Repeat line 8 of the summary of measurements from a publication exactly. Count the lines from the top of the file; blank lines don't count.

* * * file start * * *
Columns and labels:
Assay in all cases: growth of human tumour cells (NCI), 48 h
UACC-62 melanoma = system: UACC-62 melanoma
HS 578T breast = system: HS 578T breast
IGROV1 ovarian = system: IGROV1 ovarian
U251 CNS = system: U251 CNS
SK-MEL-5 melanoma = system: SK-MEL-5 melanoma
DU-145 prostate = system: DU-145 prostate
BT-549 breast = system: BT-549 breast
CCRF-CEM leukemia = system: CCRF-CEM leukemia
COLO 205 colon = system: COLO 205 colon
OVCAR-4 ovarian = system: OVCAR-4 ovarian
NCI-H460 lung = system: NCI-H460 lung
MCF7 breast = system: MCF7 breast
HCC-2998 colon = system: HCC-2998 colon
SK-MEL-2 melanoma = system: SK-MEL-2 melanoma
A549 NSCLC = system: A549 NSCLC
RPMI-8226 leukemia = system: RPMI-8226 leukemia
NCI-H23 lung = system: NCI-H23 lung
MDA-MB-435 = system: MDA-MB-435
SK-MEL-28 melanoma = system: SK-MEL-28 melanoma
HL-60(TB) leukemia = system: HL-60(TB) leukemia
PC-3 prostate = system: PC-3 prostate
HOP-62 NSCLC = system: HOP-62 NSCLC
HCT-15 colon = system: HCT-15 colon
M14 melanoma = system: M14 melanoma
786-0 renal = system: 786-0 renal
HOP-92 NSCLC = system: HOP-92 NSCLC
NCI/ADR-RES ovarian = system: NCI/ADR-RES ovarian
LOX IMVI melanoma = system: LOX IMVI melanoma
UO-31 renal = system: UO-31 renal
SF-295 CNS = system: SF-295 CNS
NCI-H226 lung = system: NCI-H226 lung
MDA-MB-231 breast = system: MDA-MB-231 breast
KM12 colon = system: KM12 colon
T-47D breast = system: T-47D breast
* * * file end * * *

DU-145 prostate = system: DU-145 prostate